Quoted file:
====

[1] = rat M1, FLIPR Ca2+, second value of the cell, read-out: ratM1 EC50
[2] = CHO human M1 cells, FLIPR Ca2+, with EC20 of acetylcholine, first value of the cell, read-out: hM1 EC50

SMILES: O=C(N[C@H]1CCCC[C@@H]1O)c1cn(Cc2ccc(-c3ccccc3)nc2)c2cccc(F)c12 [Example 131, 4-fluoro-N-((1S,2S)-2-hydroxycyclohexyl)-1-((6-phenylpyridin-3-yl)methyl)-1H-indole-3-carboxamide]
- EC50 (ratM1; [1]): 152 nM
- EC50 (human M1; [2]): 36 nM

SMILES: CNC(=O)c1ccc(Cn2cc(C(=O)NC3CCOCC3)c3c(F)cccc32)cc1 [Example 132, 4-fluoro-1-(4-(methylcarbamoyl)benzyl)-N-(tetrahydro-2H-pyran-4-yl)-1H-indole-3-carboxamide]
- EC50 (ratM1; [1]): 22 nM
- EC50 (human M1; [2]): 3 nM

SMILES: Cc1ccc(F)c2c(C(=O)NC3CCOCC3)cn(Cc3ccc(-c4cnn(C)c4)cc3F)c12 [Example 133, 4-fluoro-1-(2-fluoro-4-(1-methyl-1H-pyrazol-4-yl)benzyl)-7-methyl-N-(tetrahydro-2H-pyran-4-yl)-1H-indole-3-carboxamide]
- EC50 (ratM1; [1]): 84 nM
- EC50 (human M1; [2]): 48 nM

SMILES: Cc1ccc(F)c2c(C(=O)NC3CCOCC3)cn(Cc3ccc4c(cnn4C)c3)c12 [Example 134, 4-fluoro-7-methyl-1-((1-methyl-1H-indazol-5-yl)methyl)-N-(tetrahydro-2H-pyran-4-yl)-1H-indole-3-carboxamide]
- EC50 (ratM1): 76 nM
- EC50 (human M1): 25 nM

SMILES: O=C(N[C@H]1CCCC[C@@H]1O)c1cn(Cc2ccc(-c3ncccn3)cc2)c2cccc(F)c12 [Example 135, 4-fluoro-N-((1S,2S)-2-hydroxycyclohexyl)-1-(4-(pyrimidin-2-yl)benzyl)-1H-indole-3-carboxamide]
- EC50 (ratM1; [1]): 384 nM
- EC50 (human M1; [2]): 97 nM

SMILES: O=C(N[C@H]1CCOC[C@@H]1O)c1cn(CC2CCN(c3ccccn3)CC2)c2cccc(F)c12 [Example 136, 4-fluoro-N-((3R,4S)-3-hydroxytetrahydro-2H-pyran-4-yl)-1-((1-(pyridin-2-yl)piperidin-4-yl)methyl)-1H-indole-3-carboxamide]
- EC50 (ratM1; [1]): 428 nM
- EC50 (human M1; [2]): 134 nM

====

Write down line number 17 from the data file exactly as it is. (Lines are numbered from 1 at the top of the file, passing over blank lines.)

- EC50 (human M1; [2]): 97 nM